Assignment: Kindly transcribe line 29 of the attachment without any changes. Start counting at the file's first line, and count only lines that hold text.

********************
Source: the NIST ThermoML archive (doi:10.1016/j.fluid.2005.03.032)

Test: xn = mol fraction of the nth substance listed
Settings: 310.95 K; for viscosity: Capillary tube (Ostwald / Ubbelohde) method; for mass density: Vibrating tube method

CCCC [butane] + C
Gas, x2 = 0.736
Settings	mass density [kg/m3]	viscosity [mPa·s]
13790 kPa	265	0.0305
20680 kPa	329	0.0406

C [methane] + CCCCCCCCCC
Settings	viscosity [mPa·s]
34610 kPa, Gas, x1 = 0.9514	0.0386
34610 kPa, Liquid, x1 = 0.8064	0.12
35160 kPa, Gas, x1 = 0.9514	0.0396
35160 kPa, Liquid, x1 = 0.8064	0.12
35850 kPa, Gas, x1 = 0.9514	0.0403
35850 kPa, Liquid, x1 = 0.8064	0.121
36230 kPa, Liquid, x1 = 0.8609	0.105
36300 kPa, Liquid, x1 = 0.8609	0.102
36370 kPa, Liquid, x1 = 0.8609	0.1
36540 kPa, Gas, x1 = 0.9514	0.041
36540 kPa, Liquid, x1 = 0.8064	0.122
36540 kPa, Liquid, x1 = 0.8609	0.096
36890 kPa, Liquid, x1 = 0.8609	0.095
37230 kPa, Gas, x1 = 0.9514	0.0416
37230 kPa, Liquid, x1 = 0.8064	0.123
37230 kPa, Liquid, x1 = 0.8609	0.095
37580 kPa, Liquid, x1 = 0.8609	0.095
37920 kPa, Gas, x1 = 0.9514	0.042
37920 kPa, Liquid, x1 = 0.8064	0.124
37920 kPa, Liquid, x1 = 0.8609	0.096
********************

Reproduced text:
37920 kPa, Liquid, x1 = 0.8064	0.124